I have a new working paper available. This time it is co-authored with Matthew Curtis (great guy currently doing his postdoc at Université libre de Bruxelles — you should hire him if you are looking for a good economist). In the paper, we employ data on wages, mortality and literacy to create a human development index (HDI) for Quebec from 1688 to 1911 with an intent to focus on the 1760 to 1850 period. The focus is because there is a claim of an agricultural crisis (due to falling wheat output) in Quebec between 1800 and 1850. This, apparently, translated into falling living standards. This decline in living standards is behind many key political developments in Canadian history (notably the 1837-38 rebellions, the Act of Union, Confederation, the massive emigration of French-Canadians etc.).
We essentially obliterate (yes, that is actually what we do) the idea that there was a prolonged collapse in living standards in Quebec during the first half of the 19th century. We dont even find signs of stagnation. We only find positive economic growth and improvements in living standards. There was, simply put, no crisis (see the graph of our resulting HDI). All the historiography built on the idea of this crisis is simply building on moving sands.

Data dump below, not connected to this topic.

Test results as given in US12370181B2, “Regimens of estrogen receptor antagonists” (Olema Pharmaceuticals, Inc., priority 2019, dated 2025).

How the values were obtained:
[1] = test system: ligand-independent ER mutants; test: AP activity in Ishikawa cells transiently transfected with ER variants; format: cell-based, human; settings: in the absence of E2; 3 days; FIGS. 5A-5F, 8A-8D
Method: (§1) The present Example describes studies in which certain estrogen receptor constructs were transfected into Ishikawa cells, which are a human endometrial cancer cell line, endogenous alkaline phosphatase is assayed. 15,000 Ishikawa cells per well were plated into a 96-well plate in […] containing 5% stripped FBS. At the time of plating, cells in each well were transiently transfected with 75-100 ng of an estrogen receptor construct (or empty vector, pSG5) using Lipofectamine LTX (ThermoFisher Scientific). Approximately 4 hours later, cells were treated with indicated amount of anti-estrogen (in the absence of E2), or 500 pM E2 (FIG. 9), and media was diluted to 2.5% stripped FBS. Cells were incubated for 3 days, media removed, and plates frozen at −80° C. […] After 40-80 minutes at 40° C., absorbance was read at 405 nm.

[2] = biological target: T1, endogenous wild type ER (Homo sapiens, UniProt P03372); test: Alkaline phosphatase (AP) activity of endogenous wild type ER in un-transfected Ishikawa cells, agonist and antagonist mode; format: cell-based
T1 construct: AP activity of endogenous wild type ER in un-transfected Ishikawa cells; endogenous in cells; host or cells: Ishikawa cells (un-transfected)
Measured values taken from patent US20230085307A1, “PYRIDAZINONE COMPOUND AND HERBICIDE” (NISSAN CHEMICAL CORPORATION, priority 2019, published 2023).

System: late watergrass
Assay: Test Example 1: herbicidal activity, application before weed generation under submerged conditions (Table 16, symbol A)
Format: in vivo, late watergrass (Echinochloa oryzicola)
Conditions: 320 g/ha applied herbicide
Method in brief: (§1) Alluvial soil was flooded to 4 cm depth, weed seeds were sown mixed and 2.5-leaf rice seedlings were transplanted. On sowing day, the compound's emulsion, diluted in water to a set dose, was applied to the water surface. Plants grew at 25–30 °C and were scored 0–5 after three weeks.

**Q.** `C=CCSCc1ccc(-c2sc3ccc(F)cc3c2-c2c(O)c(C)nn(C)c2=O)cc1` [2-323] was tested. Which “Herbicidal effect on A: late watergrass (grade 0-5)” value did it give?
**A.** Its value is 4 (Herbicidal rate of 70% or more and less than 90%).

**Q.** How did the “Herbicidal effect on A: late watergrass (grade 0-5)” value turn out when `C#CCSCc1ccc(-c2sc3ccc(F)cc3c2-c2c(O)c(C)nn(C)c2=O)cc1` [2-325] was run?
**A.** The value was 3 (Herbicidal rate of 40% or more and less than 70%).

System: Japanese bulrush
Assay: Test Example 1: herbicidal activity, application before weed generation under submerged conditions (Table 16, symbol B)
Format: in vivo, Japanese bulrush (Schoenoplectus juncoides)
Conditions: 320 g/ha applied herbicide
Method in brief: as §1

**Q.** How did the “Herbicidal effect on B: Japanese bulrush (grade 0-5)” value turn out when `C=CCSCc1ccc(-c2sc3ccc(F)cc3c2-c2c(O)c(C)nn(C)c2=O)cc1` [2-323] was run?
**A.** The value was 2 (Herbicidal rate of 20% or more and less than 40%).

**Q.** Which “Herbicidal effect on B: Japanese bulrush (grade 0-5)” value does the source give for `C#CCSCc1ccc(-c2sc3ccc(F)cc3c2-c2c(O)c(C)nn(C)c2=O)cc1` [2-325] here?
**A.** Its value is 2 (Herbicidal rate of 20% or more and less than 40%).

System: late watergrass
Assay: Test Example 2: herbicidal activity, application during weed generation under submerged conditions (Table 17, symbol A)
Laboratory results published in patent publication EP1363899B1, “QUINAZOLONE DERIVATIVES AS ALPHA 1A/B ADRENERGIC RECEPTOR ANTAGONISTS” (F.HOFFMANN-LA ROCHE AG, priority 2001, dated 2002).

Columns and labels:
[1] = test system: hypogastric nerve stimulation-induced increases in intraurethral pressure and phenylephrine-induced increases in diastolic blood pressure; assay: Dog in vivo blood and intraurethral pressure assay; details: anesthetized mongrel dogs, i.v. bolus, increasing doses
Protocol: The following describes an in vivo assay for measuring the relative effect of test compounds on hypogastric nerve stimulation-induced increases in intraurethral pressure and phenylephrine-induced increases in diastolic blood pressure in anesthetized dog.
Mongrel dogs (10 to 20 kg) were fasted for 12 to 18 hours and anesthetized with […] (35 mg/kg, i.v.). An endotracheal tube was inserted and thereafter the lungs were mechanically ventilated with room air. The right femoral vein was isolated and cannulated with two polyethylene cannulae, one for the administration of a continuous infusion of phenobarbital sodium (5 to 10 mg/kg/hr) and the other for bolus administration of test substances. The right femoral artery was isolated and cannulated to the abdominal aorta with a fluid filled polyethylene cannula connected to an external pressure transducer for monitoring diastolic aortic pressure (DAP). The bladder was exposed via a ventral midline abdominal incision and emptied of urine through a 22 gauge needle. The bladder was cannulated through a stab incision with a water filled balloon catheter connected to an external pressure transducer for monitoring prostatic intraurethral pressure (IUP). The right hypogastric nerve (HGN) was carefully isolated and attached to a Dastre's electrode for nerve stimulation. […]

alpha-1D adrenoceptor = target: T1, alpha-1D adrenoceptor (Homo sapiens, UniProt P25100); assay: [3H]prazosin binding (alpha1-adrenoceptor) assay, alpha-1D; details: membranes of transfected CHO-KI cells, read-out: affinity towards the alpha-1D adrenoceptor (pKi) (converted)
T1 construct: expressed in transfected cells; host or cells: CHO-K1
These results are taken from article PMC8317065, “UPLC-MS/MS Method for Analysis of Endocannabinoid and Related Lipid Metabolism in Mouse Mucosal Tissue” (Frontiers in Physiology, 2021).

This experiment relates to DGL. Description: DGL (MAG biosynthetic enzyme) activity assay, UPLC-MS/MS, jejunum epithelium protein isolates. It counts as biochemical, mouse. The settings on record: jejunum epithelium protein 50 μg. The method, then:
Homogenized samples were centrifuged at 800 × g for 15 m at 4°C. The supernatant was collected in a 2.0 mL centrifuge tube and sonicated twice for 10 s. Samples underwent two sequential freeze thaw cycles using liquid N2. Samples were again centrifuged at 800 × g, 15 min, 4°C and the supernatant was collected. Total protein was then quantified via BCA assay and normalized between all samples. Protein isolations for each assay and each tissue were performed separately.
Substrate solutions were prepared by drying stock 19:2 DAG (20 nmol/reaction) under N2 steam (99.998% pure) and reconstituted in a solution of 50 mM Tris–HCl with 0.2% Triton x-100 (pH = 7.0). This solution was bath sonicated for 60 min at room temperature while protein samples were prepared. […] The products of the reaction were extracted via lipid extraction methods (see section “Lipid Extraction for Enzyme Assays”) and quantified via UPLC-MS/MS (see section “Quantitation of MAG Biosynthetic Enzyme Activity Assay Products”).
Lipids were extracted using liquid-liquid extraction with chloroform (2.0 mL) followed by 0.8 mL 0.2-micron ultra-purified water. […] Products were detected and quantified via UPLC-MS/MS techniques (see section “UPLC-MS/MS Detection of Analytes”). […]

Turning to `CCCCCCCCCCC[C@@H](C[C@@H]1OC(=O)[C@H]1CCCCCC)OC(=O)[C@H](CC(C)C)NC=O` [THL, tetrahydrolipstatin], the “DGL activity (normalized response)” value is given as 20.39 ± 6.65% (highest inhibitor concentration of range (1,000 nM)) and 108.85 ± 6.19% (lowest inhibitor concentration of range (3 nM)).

The abstract is below and the paper is available here on SSRN:
The colony of Lower Canada, now the modern-day province of Quebec in Canada, is presented as having experienced a prolonged agricultural crisis (marked by the shift away from wheat-farming) during the first decades of the nineteenth century. During this crisis, living standards supposedly fell, but this is subject to a debate which persists to this day because of the absence of convincing data. In this paper, we use new data (real wages, literacy, and infant mortality) to provide quantitative evidence of living standards in the form of a Human Development Index (HDI) to study whether there was a crisis between 1760 and 1850 (and we extend the index to 1688 and 1911 in appendix). Across multiple specifications of the HDI to account for non-linearity, we find no signs of a crisis. We find only signs of improvements during the period — driven largely by falling infant mortality rate and rising literacy rates. This new evidence should finally put to rest the claim that there was a crisis.